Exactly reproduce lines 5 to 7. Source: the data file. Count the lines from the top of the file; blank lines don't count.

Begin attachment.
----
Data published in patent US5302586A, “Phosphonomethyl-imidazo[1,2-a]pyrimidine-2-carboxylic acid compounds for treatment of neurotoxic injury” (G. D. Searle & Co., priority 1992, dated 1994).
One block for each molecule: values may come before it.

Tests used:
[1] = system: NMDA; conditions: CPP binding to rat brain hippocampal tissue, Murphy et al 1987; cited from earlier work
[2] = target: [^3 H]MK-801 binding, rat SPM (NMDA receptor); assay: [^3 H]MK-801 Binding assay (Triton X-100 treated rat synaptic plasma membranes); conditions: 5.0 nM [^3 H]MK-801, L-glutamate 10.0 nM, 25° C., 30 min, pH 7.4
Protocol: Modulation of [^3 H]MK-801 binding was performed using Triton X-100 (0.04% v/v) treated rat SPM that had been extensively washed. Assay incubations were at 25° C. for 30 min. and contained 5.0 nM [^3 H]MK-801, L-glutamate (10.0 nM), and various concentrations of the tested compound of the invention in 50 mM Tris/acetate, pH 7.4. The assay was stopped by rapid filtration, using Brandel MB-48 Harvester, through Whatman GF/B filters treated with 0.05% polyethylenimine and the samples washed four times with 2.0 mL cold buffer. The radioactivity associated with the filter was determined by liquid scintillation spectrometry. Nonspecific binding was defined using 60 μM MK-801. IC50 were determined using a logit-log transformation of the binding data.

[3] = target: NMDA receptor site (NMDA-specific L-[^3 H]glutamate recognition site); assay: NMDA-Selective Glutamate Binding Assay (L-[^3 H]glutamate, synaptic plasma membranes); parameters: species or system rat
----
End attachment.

[2] = target: [^3 H]MK-801 binding, rat SPM (NMDA receptor); assay: [^3 H]MK-801 Binding assay (Triton X-100 treated rat synaptic plasma membranes); conditions: 5.0 nM [^3 H]MK-801, L-glutamate 10.0 nM, 25° C., 30 min, pH 7.4
Protocol: Modulation of [^3 H]MK-801 binding was performed using Triton X-100 (0.04% v/v) treated rat SPM that had been extensively washed. Assay incubations were at 25° C. for 30 min. and contained 5.0 nM [^3 H]MK-801, L-glutamate (10.0 nM), and various concentrations of the tested compound of the invention in 50 mM Tris/acetate, pH 7.4. The assay was stopped by rapid filtration, using Brandel MB-48 Harvester, through Whatman GF/B filters treated with 0.05% polyethylenimine and the samples washed four times with 2.0 mL cold buffer. The radioactivity associated with the filter was determined by liquid scintillation spectrometry. Nonspecific binding was defined using 60 μM MK-801. IC50 were determined using a logit-log transformation of the binding data.

[3] = target: NMDA receptor site (NMDA-specific L-[^3 H]glutamate recognition site); assay: NMDA-Selective Glutamate Binding Assay (L-[^3 H]glutamate, synaptic plasma membranes); parameters: species or system rat